Damn Few - Rorke Denver
  • We Will Stand with Boston

    We Will Stand with Boston

    n Boston on Monday, two bombs scattered the sheep.

    Many who hadn’t come to race, found themselves running anyway.

    Others became shepherds.

    They turned their coats into bandages. They carted the injured off to safety. They returned home with bloodstains. Others opened their homes to the stranded. Donated blood. Bowed their heads in prayer.

    Coming to the aid of those who suffer is at the heart of what it means to be human. It is here where we find our deepest fulfillment. Given the choice to own a Ferrari, date a celebrity, or save someone’s life I would not be surprised if most people chose the latter.

    And God knows this. In fact, this Sunday churches around the world will celebrate Good Shepherd Sunday, which is when we grab hold of that soul-saving notion that, just as God protects and keeps our souls, we are at our very best when we do the same.

    So as we move through the myriad of emotions - fear, insecurity, grief, and loss – we do well to consider that our anecdote lies in the courage to stand up, run to the rescue, care for the afflicted, and give of ourselves to those who need it. May the Good Shepherd grant us strength so to do.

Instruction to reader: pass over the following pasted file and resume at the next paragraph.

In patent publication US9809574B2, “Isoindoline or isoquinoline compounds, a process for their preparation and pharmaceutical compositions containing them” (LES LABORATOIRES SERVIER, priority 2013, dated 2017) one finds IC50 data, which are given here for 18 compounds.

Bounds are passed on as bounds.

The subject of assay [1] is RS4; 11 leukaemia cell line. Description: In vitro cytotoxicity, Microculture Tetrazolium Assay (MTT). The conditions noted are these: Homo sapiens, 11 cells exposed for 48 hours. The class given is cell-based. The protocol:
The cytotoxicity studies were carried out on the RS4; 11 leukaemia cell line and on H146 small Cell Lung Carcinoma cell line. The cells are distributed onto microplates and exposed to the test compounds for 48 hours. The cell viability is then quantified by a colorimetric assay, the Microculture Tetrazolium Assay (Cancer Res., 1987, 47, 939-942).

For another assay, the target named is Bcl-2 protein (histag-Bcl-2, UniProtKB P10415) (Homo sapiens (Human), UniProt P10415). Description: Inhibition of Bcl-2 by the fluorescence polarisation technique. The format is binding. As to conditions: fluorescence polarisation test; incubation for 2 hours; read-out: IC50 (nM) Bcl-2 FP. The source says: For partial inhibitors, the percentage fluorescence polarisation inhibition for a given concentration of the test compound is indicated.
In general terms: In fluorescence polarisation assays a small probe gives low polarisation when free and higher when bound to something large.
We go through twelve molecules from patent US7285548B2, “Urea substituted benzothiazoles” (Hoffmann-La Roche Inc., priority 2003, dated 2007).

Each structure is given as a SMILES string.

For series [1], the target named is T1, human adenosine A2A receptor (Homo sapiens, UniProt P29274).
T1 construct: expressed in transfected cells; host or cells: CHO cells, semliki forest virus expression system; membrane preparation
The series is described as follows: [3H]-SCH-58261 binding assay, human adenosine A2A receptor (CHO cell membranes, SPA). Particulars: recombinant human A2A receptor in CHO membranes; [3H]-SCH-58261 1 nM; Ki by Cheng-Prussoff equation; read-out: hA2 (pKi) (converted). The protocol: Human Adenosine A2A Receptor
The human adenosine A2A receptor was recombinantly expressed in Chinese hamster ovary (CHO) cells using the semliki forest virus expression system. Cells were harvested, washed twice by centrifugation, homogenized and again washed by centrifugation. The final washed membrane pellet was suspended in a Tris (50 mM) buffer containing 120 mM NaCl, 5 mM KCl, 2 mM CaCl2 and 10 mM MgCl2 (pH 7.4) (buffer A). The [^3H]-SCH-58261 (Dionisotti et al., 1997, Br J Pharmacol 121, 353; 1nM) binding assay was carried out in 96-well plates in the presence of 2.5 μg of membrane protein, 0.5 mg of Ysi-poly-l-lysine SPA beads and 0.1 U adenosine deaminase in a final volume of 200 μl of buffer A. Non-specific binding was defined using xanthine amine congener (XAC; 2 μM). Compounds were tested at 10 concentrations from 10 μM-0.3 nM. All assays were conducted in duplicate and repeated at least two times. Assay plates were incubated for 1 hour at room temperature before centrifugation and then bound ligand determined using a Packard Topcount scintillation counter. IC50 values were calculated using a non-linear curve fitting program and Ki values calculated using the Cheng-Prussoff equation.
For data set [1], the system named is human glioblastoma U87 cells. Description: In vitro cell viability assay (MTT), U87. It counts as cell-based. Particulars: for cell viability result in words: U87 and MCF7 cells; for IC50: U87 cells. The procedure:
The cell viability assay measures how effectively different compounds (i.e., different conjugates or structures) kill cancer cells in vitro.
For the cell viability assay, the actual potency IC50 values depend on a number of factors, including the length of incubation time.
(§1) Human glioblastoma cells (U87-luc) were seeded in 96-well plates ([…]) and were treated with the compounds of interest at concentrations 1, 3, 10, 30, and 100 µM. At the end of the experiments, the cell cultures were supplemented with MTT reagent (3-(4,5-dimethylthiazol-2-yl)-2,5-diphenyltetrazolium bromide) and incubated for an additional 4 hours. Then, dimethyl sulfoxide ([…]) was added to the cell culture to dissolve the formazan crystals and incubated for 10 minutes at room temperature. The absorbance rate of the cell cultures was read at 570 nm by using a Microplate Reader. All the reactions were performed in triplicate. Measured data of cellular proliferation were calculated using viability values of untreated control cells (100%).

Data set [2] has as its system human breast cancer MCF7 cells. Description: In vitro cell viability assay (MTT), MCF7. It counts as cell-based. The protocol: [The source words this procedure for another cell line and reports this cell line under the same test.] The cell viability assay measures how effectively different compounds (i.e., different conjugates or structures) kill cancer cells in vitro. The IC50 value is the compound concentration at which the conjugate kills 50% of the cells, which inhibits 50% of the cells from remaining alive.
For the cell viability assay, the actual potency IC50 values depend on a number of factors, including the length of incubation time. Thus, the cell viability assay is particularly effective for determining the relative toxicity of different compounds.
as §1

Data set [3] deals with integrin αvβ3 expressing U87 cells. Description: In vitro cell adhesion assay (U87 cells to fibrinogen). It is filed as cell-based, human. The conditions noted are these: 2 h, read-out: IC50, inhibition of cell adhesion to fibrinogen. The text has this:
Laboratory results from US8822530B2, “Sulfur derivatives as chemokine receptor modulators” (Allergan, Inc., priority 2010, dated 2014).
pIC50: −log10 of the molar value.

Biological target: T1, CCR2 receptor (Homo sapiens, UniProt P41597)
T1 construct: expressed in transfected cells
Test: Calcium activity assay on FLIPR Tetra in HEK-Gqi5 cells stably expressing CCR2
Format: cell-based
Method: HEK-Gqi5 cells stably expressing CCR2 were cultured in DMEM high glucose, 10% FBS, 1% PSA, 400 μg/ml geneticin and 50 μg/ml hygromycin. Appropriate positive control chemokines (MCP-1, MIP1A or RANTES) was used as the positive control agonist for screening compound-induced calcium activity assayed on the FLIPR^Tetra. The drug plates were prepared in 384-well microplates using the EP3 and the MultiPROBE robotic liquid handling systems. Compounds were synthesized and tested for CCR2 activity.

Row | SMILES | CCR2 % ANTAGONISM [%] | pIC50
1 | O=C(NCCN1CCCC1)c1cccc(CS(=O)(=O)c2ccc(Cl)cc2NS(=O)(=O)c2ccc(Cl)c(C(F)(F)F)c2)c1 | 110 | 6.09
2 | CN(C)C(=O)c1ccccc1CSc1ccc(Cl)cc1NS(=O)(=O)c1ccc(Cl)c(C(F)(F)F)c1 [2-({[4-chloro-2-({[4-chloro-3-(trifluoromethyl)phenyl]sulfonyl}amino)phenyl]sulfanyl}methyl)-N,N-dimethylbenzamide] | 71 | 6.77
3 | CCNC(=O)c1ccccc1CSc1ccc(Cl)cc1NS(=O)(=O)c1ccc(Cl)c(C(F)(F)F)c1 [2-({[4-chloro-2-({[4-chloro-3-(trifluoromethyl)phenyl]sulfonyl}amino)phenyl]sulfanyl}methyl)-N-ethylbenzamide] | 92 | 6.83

A link
    to some helpful prayers

    The Guidebook (NRSV Bible)
    God is Red – Liao Yiwu

    Entrepreneurial Leadershp Goosen and Stevens
  • What If Your Best Days Are Behind You?

    What If Your Best Days Are Behind You?

    It’s very possible your best days are behind you.

    Many of us suspect this but don’t want to admit it. And so it can linger inside as despair and sadness, only to come out as anger or depression - perhaps because we often look at our lives as a series of accomplishments and once we’ve done the best we’ve done, we’ve lost our usefulness. What’s more, the less we’ve ‘done’ lately, the more society relegates us to more distant spheres of irrelevance, which doesn’t help matters.

    Sunday’s Gospel says something about this.

    We meet the disciples after Jesus has risen and they have returned to their work as fishermen. While we suspect they are bewildered and depressed because their best days are behind them, the text does not tell us this. What it says is that they were willing to join St. Peter and go back to work. Then, it is in the midst of this work that, again they notice Jesus, who provides further proof and encouragement to go off and spread the good news.

    If all of life is a gift, then the gift of accomplishment is just that.